Hedvig Lindahl Hopes to Save Lives in Afghan Charity Drive

Hedvig Lindahl © REUTERS/Stephane Mahe


Sweden goalkeeper Hedvig Lindahl is hoping to do more than save shots with her new charity drive—the 38-year-old hopes that prize draws featuring her kit and personal video messages can help save lives in Afghanistan.

The shot-stopper, who plays her club football for Atletico Madrid in Spain, decided to launch the campaign following the recent Taliban takeover and the subsequent strife that has made life difficult for many Afghans.

“We can’t look away from what is happening now that all the foreigners have left Afghanistan. It’s very much an ongoing situation and it’s important not to forget the people there. These are questions of life and death,” Lindahl told Reuters in a telephone interview.

“I follow a lot of journalists, primarily on Twitter, and I am touched by the stories—I can put myself in the position of being a family with small children and how it might be not to be able to feed your kids.”

The outspoken Swede, who has two children together with her wife Sabine, sees it as an obligation to use her public profile to make a difference, although she might face criticism.

“Those of us with privilege need to use their platform—I could just as easily be talking about Yemen or Syria or anything else, but right now I chose Afghanistan because it’s so recent, and the Taliban takeover has changed life for so many, especially girls,” the former Chelsea player explained.

“Maybe I’m not building up my brand in the right way, but at some point you have to be a human being and react to things, so I do it. I’m just me, the same person that grew up in a small town in Sweden and that just happens to play football.”

Donations of 500 Swedish crowns ($57.27) or more on her website are rewarded with a personal video message from the 178-cap keeper and two-time Olympic silver medallist.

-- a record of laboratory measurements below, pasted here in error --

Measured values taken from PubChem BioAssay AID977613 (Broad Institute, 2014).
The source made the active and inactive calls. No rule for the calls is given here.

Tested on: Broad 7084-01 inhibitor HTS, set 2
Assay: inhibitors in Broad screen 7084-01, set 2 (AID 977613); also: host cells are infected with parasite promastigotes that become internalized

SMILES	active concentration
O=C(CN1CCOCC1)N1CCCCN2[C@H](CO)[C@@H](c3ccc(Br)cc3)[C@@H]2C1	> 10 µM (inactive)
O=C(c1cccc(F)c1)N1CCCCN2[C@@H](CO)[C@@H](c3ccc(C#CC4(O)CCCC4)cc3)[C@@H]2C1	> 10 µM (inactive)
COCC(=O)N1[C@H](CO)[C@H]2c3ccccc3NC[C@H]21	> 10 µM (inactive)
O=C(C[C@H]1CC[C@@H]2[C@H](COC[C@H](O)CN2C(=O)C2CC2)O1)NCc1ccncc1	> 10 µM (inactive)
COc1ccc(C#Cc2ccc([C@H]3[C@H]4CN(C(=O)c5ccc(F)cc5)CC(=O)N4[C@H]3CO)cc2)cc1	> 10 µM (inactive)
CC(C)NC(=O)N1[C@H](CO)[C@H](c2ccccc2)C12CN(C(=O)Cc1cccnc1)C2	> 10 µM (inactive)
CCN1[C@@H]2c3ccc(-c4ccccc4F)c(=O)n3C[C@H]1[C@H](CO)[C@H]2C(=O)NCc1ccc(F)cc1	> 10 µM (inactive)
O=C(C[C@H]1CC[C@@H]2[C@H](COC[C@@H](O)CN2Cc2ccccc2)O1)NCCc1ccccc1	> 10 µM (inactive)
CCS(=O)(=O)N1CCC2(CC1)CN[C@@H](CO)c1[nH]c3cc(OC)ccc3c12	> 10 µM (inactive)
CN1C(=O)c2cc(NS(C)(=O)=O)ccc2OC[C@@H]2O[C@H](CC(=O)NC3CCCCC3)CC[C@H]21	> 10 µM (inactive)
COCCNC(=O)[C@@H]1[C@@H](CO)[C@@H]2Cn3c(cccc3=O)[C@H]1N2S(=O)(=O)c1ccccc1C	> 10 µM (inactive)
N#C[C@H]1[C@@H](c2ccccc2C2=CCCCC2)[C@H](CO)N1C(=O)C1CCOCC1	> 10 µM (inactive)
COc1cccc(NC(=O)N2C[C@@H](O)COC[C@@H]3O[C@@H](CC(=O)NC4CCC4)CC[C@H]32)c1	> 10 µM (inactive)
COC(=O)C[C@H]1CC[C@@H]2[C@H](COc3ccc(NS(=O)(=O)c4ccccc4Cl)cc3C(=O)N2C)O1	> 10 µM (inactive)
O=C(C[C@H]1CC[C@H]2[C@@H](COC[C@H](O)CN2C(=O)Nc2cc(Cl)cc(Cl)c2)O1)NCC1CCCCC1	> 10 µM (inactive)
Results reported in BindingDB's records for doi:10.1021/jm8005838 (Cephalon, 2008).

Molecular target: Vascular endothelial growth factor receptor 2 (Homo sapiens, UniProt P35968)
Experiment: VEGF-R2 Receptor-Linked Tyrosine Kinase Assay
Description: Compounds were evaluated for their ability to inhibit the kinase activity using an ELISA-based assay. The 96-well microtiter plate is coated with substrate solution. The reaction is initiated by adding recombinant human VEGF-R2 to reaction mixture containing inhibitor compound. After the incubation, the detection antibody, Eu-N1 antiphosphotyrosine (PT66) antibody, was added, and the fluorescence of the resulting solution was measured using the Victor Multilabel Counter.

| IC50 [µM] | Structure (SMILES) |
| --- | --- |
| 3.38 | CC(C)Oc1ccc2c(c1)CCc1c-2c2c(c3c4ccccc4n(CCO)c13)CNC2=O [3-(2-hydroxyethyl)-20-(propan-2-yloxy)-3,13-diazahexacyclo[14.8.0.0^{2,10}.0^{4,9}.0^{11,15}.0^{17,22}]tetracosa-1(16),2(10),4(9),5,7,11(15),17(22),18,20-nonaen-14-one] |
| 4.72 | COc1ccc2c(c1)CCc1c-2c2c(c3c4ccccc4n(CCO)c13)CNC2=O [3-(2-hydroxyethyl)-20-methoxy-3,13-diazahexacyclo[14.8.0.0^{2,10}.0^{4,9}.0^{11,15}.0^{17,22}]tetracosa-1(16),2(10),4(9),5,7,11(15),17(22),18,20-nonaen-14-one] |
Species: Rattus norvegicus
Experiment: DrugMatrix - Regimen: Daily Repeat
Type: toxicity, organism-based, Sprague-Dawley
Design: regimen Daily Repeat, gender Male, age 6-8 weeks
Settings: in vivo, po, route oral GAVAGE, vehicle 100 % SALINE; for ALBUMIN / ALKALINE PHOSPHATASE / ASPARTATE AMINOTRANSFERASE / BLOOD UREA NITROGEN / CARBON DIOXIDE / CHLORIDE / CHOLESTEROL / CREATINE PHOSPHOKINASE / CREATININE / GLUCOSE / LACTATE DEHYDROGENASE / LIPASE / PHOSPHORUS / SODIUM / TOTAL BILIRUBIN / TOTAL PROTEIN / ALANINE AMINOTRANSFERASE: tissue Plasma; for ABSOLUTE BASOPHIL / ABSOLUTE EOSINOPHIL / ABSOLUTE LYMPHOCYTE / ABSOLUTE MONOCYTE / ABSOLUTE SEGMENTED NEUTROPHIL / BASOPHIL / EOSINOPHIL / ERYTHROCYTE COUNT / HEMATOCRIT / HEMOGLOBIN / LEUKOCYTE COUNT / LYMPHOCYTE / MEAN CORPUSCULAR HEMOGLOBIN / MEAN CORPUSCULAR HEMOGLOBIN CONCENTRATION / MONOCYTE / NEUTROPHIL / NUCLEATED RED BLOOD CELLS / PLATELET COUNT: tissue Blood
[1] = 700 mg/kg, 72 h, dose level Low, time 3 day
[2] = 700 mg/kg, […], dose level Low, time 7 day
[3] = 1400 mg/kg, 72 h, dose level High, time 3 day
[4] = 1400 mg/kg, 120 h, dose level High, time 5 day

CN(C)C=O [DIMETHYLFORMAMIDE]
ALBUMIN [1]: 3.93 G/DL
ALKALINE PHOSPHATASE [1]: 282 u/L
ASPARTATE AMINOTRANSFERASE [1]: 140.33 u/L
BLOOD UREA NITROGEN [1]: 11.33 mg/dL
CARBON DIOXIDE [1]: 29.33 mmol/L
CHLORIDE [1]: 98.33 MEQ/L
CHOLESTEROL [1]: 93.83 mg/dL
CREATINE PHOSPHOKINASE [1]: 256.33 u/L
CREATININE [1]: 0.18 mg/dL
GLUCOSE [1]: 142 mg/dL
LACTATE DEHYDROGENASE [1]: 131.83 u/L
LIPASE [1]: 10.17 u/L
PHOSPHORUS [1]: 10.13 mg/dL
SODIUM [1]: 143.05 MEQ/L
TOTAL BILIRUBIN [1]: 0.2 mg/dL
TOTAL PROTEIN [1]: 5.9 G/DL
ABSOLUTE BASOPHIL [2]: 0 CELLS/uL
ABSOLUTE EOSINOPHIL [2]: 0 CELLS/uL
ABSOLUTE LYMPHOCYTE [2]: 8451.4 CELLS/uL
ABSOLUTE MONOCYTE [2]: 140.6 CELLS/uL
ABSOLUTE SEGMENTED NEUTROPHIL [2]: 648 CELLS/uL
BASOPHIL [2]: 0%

There are also gloves and signed Sweden and Atletico Madrid shirts up for grabs in prize draws that cost from 1000 Swedish crowns and upwards to enter.

The money raised by Lindahl will go to Afghan Aid, a UK-based non-profit organization that provides emergency assistance to those affected by the conflict in Afghanistan.

“It’s a little drop in the ocean, really, that I maybe can help with, so that we don’t turn our eyes away from what is happening,” she said.

© REUTERS/Rodrigo Antunes


Afghan Girls’ Soccer Squad Find New Home in Portugal

Portugal has granted asylum to several young footballers from Afghanistan’s national female youth soccer squad who fled their country in fear after the Taliban hardline Islamist movement seized power in August.

“I’m free,” says 15-year-old soccer player Sarah, smiling from ear-to-ear as she visited Lisbon’s landmark Belem Tower on the River Tagus with her mother and teammates. Now safely in Portugal, she hopes to pursue her dream of playing soccer professionally—and perhaps meeting her idol, star striker Cristiano Ronaldo.

“My dream is to be a good player like Ronaldo—and I want to be a big business woman here in Portugal,” she said.

She hopes to go back home one day but only if she can live freely.

“The reason we took on this mission (to evacuate the team) was to ensure they can play the sport they love,” said Farkhunda Muhtaj, captain of the Afghanistan women’s senior national team.

One relative, 25-year-old Zaki Rasa, said he is now delighted to be in Portugal and wants to continue his studies.

“There is some uncertainty about the future,” he said. “The important thing is that we are safe.”


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